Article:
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FW: The U.S. should not invade Iraq at this time
From: "Jason Coombs" <jasonc () science org>
Date: Fri, 14 Mar 2003 10:53:47 -1000


-----Original Message-----
From: Jason Coombs [mailto:jasonc () science org]
Sent: Friday, March 14, 2003 10:50 AM
To: president () whitehouse gov
Subject: The U.S. should not invade Iraq at this time


Mr. President:

The U.S. should not invade Iraq at this time.

Instead we should send a clear and simple message around the world to every
person mature enough to comprehend this message:

"Civilize yourselves or you will be civilized by force."

This, after all, is the real message behind your current policies.

Your current policies are making civilized people angry at the U.S. -- this
is the wrong strategy and it is backfiring.

The U.N. is already able to rally behind us in our steadfast assertion that
the world can no longer permit uncivilized regimes because they foster and
support international terrorism and those risks are extreme. Terrorists have
only begun to experiment with weapons of mass destruction; the real threat
lies in the future when every school child has the tools and the talent
necessary to create biological pathogens.

We must give the U.N. the opportunity to prove that its core mission is the
spread of civilization and the unification of the will of earth's people to
force civilization on those who reject and wish to destroy it.

This means we must lead by example and be the first among equals of the
civilized.

There would be no weakness in coming right out and saying that this is our
position and our expectation of the U.N. but there is great weakness in
pushing the world to war based on a false pretense of disarming a single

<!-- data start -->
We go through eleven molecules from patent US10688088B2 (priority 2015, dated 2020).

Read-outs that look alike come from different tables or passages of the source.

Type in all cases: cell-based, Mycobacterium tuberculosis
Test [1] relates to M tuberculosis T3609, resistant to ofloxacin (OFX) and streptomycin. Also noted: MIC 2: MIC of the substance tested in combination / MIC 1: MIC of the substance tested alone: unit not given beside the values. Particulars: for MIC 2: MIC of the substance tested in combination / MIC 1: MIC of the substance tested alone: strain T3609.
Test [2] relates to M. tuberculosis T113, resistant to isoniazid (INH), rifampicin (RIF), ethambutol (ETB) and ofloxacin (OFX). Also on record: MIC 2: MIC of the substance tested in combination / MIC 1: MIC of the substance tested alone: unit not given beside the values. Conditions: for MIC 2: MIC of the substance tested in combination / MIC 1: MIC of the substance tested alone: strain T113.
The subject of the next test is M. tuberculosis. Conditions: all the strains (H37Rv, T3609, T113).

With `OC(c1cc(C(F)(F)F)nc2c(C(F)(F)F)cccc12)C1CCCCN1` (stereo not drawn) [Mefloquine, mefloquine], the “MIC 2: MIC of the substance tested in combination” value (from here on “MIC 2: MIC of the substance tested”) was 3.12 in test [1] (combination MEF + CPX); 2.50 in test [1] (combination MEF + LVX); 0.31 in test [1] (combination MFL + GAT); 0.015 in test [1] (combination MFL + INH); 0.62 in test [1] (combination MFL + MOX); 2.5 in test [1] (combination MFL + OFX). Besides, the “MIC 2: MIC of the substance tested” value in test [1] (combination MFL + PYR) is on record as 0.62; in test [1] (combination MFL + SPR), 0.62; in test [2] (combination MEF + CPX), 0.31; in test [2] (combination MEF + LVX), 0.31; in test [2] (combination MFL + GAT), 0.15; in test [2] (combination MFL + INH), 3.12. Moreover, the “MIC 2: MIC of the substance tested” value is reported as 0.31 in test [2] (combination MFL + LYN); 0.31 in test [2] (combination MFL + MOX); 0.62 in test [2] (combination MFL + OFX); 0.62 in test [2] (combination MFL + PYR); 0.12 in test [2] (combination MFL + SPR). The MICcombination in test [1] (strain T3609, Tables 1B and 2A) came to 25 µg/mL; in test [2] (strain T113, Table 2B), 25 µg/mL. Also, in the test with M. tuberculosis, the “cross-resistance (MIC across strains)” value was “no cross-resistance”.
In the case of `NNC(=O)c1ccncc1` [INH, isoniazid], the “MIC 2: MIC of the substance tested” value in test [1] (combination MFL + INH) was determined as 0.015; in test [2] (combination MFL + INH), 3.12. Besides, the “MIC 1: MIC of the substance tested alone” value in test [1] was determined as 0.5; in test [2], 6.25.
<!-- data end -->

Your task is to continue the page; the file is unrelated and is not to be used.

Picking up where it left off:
rogue nation.

We should not, and must not, stop at civilizing Iraq. We must also civilize
any who choose to reject civilization; those who adopt and encourage
politics and religious beliefs that revolve around hate and destruction;
those who seek to advance credos of plainly uncivilized behavior.

To these people our message must be made perfectly clear:

"Civilize yourselves, or lose your right to self-determination."

The risk associated with this strategy is a repeat of history: colonialism.

We must prevent the recurrence of self-interested empire-building and let
nations and peoples who seek to become civilized choose their own path and
retain their freedom of self-determination.

We must help the world understand the future risk of uncivilized regimes and
pockets of uncivilized society within civilized nations. The threat posed by
the uncivilized to our future generations is grossly misunderstood and
underestimated.

Destroying a single enemy cannot win this war. Alienating other civilized
people in the process of fighting a single enemy accomplishes only one
thing: the spread of resistance to efforts aimed at globalizing
civilization.

'Civilization' is not defined by gross domestic product, mechanical and
technical infrastructure developed around a dependence on fossil fuels, and
other artifacts of the path to civilization that we have chosen.

If we must destroy Iraq in order to rebuild it, we have an historic
obligation to set into motion a self-perpetuating system of technical and
industrial change that centers around new hydrogen energy economies with